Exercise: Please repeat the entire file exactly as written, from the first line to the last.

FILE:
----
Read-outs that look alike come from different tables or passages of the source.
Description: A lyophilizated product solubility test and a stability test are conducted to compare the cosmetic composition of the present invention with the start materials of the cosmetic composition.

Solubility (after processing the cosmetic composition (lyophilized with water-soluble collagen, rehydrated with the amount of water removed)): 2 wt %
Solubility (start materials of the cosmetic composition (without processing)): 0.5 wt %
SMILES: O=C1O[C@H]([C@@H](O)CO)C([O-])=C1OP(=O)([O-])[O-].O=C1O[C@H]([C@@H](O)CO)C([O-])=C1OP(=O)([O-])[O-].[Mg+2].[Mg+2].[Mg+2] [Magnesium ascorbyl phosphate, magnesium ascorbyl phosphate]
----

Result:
Read-outs that look alike come from different tables or passages of the source.
Description: A lyophilizated product solubility test and a stability test are conducted to compare the cosmetic composition of the present invention with the start materials of the cosmetic composition.

Solubility (after processing the cosmetic composition (lyophilized with water-soluble collagen, rehydrated with the amount of water removed)): 2 wt %
Solubility (start materials of the cosmetic composition (without processing)): 0.5 wt %
SMILES: O=C1O[C@H]([C@@H](O)CO)C([O-])=C1OP(=O)([O-])[O-].O=C1O[C@H]([C@@H](O)CO)C([O-])=C1OP(=O)([O-])[O-].[Mg+2].[Mg+2].[Mg+2] [Magnesium ascorbyl phosphate, magnesium ascorbyl phosphate]